4. The Tribunal took note while considering the demand for revision of scales and their linking up with the index of cost of living of the fact (a) that the Bilgrami award itself had sought to neutralise the rise in the living cost by raising the scales in proportion to the rise in the cost of living by then; and (b) that though that award was made in 1964, the wage scales thereunder fixed had already become unreal in the sense that the index had gone up to 675 by the time the Union filed its statement of claim, that is, March 25, 1967 and had reached the figure of 710 in July 1967 when the award was made. In these circumstances, the Tribunal thought that the Union had made out a case for revision, that it was necessary to make the wage scales realistic and therefore to link them up with cost of living index though the Bilgrami award had declined to do so What the Tribunal did, therefore, was to retain the scales fixed by Mr. Bilgrami and treating them on the basis of 538 index of living cost, directed that they should be linked up with the index so that the scales would automatically go up as the index rose or fell. The award also directed that effect should be given to it as from July 1, 1966, the notice of demand having been served on June 17, 1966. The gratuity scheme framed in 1961 provided that ten days wages for every year of service should be paid as gratuity in case of death, retirement or resignation, provided the workmen had put in the minimum period of ten years of service. For the workmen whose services would be terminated by the employer, the qualifying period was four years of service. The Tribunal revised the scheme in two particulars; (a) it reduced the period from ten to eight years in case where the workman has died or resigned or retired; and (b) it deleted the qualifying period of four years altogether where his service has been terminated by the employer. The Tribunal considered the financial position of the Company and came to the conclusion that though it had been making losses, it was of a fairly long standing that the losses incurred in the past years were a temporary phase, that the Company's future was not black and, though not prosperous, it was in a satisfactory financial position. This appeal by special leave disputes the correctness of the award made by the Tribunal.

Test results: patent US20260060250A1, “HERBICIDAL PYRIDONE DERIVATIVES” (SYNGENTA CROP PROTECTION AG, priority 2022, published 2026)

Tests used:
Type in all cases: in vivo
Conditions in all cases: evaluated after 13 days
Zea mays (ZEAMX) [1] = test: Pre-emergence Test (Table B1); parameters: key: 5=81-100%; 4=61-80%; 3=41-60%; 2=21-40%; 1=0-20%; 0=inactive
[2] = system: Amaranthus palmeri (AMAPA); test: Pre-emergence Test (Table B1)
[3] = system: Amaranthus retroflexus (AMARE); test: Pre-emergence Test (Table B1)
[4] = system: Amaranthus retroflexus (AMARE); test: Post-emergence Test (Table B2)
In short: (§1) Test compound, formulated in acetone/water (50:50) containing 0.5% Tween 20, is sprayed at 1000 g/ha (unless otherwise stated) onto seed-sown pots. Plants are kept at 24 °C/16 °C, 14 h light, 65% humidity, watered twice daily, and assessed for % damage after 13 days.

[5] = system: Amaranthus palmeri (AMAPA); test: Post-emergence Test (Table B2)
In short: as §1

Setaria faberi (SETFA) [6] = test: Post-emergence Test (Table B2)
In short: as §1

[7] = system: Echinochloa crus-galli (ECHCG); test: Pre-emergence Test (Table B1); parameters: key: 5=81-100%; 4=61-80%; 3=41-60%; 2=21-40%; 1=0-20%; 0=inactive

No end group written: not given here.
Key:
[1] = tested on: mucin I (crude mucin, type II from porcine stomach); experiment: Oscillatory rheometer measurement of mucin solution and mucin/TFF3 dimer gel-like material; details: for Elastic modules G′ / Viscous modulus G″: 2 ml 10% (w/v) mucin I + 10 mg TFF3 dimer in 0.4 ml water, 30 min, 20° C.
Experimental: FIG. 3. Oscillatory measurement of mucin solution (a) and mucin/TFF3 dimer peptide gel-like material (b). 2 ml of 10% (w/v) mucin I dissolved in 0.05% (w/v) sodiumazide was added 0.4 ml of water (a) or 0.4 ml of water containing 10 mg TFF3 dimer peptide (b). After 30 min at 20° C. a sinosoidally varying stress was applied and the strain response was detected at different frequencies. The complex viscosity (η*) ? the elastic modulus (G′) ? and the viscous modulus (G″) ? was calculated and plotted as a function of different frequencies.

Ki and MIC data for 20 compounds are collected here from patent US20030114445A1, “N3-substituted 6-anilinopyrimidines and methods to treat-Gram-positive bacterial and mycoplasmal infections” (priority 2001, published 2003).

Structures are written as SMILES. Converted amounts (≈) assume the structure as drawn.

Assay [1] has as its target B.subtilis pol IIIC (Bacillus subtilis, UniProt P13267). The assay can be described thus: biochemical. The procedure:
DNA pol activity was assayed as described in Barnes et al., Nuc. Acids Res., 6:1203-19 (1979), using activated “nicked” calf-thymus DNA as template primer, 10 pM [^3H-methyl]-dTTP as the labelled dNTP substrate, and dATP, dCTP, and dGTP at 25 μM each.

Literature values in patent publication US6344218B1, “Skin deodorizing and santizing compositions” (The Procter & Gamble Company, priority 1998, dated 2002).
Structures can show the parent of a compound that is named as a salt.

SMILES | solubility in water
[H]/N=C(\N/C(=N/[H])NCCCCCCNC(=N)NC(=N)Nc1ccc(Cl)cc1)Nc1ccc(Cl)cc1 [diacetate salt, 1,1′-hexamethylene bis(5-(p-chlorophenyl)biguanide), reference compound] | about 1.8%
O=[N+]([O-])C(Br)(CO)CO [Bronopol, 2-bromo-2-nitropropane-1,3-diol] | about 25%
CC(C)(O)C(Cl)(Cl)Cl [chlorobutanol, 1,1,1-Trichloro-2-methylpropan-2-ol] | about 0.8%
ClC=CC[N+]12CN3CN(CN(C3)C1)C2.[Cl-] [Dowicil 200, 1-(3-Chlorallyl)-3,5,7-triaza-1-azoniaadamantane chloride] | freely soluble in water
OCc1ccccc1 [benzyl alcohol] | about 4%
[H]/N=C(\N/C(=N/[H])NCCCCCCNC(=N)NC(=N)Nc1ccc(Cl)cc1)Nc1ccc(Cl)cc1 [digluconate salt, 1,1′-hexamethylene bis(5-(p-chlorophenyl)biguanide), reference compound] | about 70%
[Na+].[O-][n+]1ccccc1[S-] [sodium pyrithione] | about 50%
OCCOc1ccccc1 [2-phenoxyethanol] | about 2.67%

5. Counsel for the Company objected to the aforesaid observation regarding the Company's financial position and pointed out that its position cannot at all be said to be satisfactory in view of the fact that barring only a few years, it had made substantial losses all throughout. Taking a cue from this fact, he contended that (1) the reasons which impelled the Bilgrami Tribunal to refuse to link up the wage scales with the cost of living index still held good: (2) the Tribunal took a wrong view as to what would constitute a minimum wage; (3) it ignored the financial capacity of the Company; (4) it failed to take into consideration the principle of region-cum-industry and (5) there was no jurisdiction in reducing the qualifying period for the retiral benefit of gratuity from ten to eight years and for deleting the qualifying period in the case of termination of service by the employer. We propose to deal with contentions 1 to 4 first and consider separately the changes made by the Tribunal in the existing gratuity scheme.
6. The Minimum Wages Act-XI of 1948 does not define 'minimum wages' presumably because it would not be possible to lay down a uniform minimum wage for all industries throughout the country on account of different and varying conditions prevailing from industry to industry and from one part of the country to another. The legislature also thought it inexpedient to apply the Act to all industries at a time and, therefore, it applied the Act to certain employments only specified in the Schedule thereto leaving it to the appropriate government to add by notification to that effect, industries in the said Schedule at suitable time and in appropriate conditions. But Section 4 of the Act provides that the minimum rates of wages may consist of a basic rate of wages and a special allowance at a rate to be adjusted or a basic rate of wages with or without the cost of living allowance and cash value of concessions in respect of supplies of essential commodities at concession rates where so authorised or an all inclusive rate allowing for the basic rate, the cost of living allowance and the cash value of the concessions if any. Sub-section (2) of Section 4 provides that the cost of living allowances and the value of the concessions in respect of supplies of essential commodities at concession rates shall be computed by the competent authority at such intervals and in accordance with such directions as may be given by the appropriate Government. It is thus clear that the concept of minimum wage does take in the factor of the prevailing cost of essential commodities whenever such minimum wage is to be fixed. The idea of fixing such wage in the light of cost of living at a particular juncture of time and of neutralising the rising prices of essential commodities by linking up scales of minimum wages with the cost of living index cannot, therefore, be said to be alien to the concept of a minimum wage. Furthermore, in the light of spiralling of prices in recent years, if the wage scales are to be realistic, it may become necessary to fix them so as to neutralise at least partly the price rise in essential commodities. Indeed, when the Bilgrami award revised the wage scales it took as aforesaid, into account the rise in the cost of living index and neutralised that rise by approximately raising them by 1 n. p. for every point in the rise though it declined to join up the scales with the index of cost of living.